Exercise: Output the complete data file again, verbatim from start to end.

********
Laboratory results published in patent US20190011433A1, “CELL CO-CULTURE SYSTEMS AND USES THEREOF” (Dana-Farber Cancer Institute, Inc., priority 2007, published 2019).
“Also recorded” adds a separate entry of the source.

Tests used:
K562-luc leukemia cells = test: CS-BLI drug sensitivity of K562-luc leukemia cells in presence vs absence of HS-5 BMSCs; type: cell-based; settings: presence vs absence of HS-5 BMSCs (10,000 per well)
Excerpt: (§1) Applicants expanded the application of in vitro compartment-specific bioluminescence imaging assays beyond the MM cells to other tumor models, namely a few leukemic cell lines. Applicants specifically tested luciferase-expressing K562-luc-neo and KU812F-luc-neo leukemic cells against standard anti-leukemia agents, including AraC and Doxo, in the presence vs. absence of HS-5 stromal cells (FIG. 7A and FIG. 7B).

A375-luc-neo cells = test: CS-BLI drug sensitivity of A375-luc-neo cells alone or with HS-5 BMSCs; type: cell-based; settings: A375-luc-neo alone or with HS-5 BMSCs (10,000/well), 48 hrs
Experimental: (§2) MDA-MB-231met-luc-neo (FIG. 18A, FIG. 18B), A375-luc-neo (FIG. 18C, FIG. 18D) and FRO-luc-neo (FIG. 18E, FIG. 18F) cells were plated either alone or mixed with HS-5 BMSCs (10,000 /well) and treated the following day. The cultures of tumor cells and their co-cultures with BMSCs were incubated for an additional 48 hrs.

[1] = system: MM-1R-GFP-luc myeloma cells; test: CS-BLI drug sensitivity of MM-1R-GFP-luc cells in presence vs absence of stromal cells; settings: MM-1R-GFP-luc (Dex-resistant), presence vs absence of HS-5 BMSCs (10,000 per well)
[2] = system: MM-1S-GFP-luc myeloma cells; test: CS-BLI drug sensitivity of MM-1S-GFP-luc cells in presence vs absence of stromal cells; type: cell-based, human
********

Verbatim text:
Laboratory results published in patent US20190011433A1, “CELL CO-CULTURE SYSTEMS AND USES THEREOF” (Dana-Farber Cancer Institute, Inc., priority 2007, published 2019).
“Also recorded” adds a separate entry of the source.

Tests used:
K562-luc leukemia cells = test: CS-BLI drug sensitivity of K562-luc leukemia cells in presence vs absence of HS-5 BMSCs; type: cell-based; settings: presence vs absence of HS-5 BMSCs (10,000 per well)
Excerpt: (§1) Applicants expanded the application of in vitro compartment-specific bioluminescence imaging assays beyond the MM cells to other tumor models, namely a few leukemic cell lines. Applicants specifically tested luciferase-expressing K562-luc-neo and KU812F-luc-neo leukemic cells against standard anti-leukemia agents, including AraC and Doxo, in the presence vs. absence of HS-5 stromal cells (FIG. 7A and FIG. 7B).

A375-luc-neo cells = test: CS-BLI drug sensitivity of A375-luc-neo cells alone or with HS-5 BMSCs; type: cell-based; settings: A375-luc-neo alone or with HS-5 BMSCs (10,000/well), 48 hrs
Experimental: (§2) MDA-MB-231met-luc-neo (FIG. 18A, FIG. 18B), A375-luc-neo (FIG. 18C, FIG. 18D) and FRO-luc-neo (FIG. 18E, FIG. 18F) cells were plated either alone or mixed with HS-5 BMSCs (10,000 /well) and treated the following day. The cultures of tumor cells and their co-cultures with BMSCs were incubated for an additional 48 hrs.

[1] = system: MM-1R-GFP-luc myeloma cells; test: CS-BLI drug sensitivity of MM-1R-GFP-luc cells in presence vs absence of stromal cells; settings: MM-1R-GFP-luc (Dex-resistant), presence vs absence of HS-5 BMSCs (10,000 per well)
[2] = system: MM-1S-GFP-luc myeloma cells; test: CS-BLI drug sensitivity of MM-1S-GFP-luc cells in presence vs absence of stromal cells; type: cell-based, human